Changing RPI to CPIH Will Have Big Impact on UK Pensions

New inflation gauge will be ‘huge good news for some and huge bad news for others.’

The UK’s recent announcement that it will use a new method for measuring inflation will have “vast consequences” for pension plan sponsors and trustees, even though the change might not occur until 2030, said investment consultant Lane Clark & Peacock (LCP).

In September, the UK Statistics Authority (UKSA) announced that it would align the Retail Prices Index (RPI) measure of inflation with the consumer prices index including owner occupiers’ housing costs (CPIH).  The UK has been using RPI to measure inflation since 1947, but in recent years this has been deemed an inferior determination of inflation compared with CPIH, which was adopted as the government’s lead inflation indicator in 2017.

CPIH is expected to be around 1% less per year than current RPI, which LCP said is a big difference, and means that defined benefit plan members with RPI-linked increases can expect to receive lower pensions from 2030, or possibly earlier, than they otherwise would have. LCP said actuarial valuations, company accounting, and long-term funding targets will be impacted, while buy-in and buy-out insurers and consolidators may eventually charge less to take on RPI-linked benefits.

“The change will be huge good news for some and huge bad news for others,” Phil Cuddeford, LCP’s head of corporate consulting, said in a statement. “Regardless of the impact for each scheme, sponsors who engage now will be best-insulated from future shock.”

LCP is urging all plan sponsors to consider the issue carefully, particularly if they are involved in any significant pensions action such as buying or selling of index-linked gilts or similar swaps, buy-ins and buy-outs, changing the index used for pension increases, transfer value or pension increase exchange (PIE) exercises, and long-term journey planning.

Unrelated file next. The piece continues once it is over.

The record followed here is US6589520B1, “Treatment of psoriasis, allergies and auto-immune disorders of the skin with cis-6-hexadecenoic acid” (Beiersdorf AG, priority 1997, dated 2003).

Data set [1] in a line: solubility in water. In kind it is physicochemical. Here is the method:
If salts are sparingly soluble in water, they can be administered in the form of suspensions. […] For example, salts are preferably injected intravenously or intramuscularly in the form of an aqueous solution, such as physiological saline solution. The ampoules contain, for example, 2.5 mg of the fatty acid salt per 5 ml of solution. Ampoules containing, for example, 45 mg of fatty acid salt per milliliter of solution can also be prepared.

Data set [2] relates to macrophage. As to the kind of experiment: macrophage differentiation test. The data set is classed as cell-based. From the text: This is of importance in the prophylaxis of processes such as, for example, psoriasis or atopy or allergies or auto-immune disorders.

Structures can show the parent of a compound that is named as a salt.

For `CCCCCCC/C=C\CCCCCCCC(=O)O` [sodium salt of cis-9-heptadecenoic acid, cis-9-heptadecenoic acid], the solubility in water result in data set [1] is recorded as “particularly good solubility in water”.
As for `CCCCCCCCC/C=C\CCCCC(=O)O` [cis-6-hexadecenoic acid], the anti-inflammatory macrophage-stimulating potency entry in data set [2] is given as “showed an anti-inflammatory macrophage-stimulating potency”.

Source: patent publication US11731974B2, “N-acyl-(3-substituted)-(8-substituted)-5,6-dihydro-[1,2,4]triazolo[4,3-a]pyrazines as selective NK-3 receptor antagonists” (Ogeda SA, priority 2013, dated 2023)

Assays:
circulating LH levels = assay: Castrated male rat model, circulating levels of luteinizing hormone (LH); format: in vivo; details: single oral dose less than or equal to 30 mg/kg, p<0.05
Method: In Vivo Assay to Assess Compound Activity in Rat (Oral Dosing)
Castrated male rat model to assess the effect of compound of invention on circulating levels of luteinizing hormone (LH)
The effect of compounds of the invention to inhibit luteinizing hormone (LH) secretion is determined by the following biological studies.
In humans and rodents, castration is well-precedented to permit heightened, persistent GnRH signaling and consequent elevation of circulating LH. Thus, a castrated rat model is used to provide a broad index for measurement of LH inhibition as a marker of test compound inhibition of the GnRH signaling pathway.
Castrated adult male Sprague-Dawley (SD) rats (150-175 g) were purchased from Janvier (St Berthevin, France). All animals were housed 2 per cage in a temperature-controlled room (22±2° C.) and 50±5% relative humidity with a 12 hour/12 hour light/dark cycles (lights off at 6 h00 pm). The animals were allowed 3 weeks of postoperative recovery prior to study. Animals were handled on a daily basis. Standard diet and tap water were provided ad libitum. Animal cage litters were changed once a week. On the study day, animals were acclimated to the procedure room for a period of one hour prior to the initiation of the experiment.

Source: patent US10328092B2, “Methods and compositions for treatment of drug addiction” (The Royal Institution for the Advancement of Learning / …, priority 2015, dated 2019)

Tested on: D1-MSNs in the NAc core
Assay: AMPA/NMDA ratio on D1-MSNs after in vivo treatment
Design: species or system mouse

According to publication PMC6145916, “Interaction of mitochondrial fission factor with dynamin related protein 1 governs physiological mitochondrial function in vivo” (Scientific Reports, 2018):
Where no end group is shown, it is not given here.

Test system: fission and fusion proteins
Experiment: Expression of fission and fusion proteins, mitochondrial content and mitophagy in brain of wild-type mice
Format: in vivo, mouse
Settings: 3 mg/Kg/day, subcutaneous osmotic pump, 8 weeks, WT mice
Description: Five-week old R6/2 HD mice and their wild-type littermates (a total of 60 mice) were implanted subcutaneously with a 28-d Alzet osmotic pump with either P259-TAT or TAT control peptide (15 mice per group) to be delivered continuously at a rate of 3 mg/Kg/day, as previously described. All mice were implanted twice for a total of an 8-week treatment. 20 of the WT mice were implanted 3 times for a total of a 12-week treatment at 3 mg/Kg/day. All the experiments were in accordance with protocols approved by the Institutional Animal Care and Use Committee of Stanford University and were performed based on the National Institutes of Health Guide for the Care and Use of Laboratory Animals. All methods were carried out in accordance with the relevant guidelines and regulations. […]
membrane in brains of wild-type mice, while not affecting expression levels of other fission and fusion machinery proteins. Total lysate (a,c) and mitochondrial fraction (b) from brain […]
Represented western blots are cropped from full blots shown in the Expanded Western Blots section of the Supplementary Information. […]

The firm also said that year-end accounting assumptions for RPI and CPI must be set consistently to avoid unwanted volatility, and sponsors with upcoming year-ends need to address this immediately.

“As year-end approaches, it is important that sponsors keep in mind the upcoming inflationary changes,” said Cuddeford. “The switch may be some way off, but, given that we know it is coming, it would be foolish not to factor this into any decisions being taken now.”

LCP noted other key challenges for corporate sponsors:

  • Ensuring members receive their benefits without compromising shareholder value remains a significant challenge for corporate sponsors.
  • In September, corporate bond yields hit a record low of well below 2% – even lower than the previous all-time record in the aftermath of the Brexit referendum in 2016. For a company with a typical defined benefit plan, this will cause an approximately 20% increase in accounting liabilities.
  • Buy-ins and buy-outs are now becoming much more common than in the past. Each scheme is different, but this is an issue for companies to consider.
  • The International Accounting Standards Board is still considering changes that could bring significant extra liabilities onto the balance sheets of UK companies.
  • Recent IAS19 changes affect how companies account for special events, such as a change in benefits, redundancy exercise or M&A activity. The new rules can make the cost of events such as benefit changes more complex to calculate and harder to predict.


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